“Hi, I’m Maxime, a 26-year-old member of the Pronki group in Ampahitra, just 13 kilometers from Moramanga in the Anosibe an’Ala region. I joined the group in 2019 after realising the urgent need to protect our biodiversity and lemurs, thanks to the Madagasikara Voakajy team.” 

Maxime, 26, part of an ongoing project focused on biodiversity and lemur conservation.

Maxime, 26, is part of an ongoing biodiversity and lemur conservation project.

Maxime’s group is part of our ongoing project. As farmers, they’re learning new techniques and raising awareness about the importance of their environment. A part of this includes conducting regular patrols to report any violations to the authorities.  

What differences have been seen thanks to this project? 

“As a result of this project, we’ve noticed remarkable changes! For example, we now cultivate the same plot for multiple years and use fewer seeds, reducing seed usage from 65% to 50%.”

Those involved in the programme also switched to transplanting rice in rows instead of direct sowing, which has boosted yields. Plus, they have learned composting techniques for growing beans and managed enough rice that could be stored for future use during adverse weather. 

The most significant challenge to the forest is migrants from outside the area, carrying weapons to destroy the forest for rice cultivation using harmful slash-and-burn techniques. Fortunately, as part of this programme, the local youths involved are committed to safeguarding the forests, and there are ongoing plans for restoration efforts.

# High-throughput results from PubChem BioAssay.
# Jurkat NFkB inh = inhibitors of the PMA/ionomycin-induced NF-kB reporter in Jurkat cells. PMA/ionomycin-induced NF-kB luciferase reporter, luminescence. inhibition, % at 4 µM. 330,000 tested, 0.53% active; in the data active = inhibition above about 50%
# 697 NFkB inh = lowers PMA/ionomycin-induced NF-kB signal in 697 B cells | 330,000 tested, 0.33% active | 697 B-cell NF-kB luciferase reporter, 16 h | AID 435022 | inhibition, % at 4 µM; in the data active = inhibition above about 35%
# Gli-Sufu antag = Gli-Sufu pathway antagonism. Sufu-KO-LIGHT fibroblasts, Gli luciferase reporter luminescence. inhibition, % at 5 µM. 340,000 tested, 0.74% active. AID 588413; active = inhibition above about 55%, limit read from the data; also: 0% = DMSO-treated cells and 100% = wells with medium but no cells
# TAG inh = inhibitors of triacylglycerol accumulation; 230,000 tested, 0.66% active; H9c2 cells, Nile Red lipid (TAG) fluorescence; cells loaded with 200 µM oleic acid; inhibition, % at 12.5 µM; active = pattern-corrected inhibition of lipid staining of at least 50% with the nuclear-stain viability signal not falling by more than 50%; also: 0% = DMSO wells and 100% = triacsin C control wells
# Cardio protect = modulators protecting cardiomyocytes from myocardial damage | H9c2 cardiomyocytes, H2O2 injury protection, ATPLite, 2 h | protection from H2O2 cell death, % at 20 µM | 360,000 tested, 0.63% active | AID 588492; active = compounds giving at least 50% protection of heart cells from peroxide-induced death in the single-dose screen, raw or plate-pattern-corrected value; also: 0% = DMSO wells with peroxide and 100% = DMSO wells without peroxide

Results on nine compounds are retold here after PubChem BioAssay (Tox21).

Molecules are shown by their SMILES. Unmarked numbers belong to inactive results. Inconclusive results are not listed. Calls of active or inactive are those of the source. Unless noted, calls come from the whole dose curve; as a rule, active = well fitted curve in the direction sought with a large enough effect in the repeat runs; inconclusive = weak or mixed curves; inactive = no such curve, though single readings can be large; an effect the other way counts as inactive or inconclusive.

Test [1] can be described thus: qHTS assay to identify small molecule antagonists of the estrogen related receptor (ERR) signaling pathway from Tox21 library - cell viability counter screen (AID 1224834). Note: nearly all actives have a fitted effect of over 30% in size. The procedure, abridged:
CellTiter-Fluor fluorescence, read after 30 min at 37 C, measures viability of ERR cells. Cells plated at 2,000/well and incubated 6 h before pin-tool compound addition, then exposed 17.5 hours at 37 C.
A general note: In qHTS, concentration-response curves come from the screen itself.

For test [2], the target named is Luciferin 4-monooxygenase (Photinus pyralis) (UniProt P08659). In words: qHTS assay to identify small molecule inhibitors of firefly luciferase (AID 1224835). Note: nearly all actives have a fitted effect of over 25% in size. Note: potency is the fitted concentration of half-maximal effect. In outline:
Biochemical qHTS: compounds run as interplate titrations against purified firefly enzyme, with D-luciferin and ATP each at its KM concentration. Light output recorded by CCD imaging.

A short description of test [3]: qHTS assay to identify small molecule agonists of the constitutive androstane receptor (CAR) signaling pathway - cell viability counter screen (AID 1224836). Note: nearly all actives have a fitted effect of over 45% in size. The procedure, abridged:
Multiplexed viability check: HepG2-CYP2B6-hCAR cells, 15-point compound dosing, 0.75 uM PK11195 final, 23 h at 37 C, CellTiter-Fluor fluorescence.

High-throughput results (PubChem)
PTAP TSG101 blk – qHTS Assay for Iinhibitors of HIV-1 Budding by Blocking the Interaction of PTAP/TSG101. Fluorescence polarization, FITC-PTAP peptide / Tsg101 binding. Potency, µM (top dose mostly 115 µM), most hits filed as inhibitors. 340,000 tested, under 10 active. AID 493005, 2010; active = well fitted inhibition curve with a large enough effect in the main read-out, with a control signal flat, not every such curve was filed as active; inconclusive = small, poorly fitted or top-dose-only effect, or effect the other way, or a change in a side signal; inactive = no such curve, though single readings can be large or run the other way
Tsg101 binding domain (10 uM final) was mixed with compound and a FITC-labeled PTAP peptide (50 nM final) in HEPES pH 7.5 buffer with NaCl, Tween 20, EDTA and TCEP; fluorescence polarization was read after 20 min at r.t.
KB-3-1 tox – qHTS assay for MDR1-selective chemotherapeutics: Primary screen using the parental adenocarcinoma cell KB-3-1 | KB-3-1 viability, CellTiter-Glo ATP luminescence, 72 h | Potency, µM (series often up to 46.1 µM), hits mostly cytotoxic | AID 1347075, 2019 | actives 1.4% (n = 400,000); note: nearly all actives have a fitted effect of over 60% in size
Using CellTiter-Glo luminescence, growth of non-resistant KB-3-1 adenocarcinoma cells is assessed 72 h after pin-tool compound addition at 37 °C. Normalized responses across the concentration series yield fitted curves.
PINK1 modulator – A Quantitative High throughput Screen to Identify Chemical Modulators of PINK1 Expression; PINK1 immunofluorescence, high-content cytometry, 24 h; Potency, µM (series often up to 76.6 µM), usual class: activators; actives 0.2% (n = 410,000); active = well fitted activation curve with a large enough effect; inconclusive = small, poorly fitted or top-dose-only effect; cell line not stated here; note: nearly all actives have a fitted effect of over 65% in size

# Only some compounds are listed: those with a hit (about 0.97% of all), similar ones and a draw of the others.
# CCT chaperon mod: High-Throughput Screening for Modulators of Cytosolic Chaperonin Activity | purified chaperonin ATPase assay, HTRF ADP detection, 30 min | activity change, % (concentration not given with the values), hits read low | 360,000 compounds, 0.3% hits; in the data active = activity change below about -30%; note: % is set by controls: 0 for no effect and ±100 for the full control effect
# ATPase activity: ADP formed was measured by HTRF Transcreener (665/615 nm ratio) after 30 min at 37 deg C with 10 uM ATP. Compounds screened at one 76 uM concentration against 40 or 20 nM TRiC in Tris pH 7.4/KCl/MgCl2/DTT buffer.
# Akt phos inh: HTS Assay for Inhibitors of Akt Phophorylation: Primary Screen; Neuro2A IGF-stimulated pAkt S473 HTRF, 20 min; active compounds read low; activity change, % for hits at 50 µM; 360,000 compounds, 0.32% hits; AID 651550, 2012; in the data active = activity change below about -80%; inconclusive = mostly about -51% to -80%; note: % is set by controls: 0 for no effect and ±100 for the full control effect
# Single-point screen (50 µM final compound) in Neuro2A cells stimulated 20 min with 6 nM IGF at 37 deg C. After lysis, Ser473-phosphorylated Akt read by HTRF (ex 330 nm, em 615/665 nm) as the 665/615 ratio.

Reforestation by the youth team in Amparalalana.

Reforestation by the youth team in Amparalalana.

What does the future hold for this project? 

In the future, our plan is to establish cooperatives, creating opportunities for young people to collaborate, produce goods, and explore distribution channels. These cooperatives will not only provide a platform for youth engagement but also contribute to the sustainable development of the region. 

Five youth groups in the region are forming a cooperative with about 50 members. They recently elected officers, and Maxime (pictured above) has been chosen as the treasurer! The overall goal of this group is to use their new expertise to cultivate and distribute products like rice, ginger, and beans. By practising mindful farming and balancing human consumption with sustainable farming practices, the team can set a positive example for lemur and human coexistence, replacing traditional slash-and-burn methods with more sustainable processes. 

Training for dried fruit manufacturing and processing of agricultural products.

Training for dried fruit manufacturing and processing of agricultural products.

Key Successes of this Project’s Sustainable Farming Method

  • 239 young people are involved in sustainable farming methods, including composting, agroforestry, and crop diversification on demonstration plots.  
  • The youths, with their innovative spirit, have started to incorporate aromatic and medicinal plants into their farming systems, opening new possibilities and avenues for sustainable agriculture.  
  • Five youth-led cooperatives have developed business plans and participated in regional fairs, generating income and promoting conservation.  
  • The youth cooperatives have engaged with private enterprises, promising a sustainable income source for the youth.  
  • Local communities learning the benefits of sustainable farming: 
  • The youths have conducted 356 awareness sessions and 19 reforestation activities, reaching 4,711 people.